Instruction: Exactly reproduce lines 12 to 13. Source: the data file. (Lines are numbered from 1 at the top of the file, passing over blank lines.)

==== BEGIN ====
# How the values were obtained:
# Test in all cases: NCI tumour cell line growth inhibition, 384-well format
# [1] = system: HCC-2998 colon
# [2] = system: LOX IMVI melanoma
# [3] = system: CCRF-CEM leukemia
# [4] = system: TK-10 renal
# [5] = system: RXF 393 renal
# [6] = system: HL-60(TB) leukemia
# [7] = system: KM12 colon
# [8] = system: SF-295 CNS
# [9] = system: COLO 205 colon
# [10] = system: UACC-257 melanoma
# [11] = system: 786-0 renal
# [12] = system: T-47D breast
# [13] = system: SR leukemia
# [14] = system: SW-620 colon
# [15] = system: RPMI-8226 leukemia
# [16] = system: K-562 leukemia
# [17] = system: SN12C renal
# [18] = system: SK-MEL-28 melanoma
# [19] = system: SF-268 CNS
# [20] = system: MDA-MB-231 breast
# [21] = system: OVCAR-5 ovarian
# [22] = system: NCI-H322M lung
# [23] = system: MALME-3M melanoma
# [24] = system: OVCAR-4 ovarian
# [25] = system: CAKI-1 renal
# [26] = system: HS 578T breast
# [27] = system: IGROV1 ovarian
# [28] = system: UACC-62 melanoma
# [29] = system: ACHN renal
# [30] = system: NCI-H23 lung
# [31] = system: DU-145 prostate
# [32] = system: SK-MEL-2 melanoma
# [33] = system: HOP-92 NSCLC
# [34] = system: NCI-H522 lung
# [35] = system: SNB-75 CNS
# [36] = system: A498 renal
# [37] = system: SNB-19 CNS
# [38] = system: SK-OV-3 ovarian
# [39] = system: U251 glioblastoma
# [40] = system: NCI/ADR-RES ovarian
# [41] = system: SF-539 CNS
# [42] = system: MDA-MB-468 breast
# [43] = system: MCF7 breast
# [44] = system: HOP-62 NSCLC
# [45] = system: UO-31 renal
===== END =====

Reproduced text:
# [10] = system: UACC-257 melanoma
# [11] = system: 786-0 renal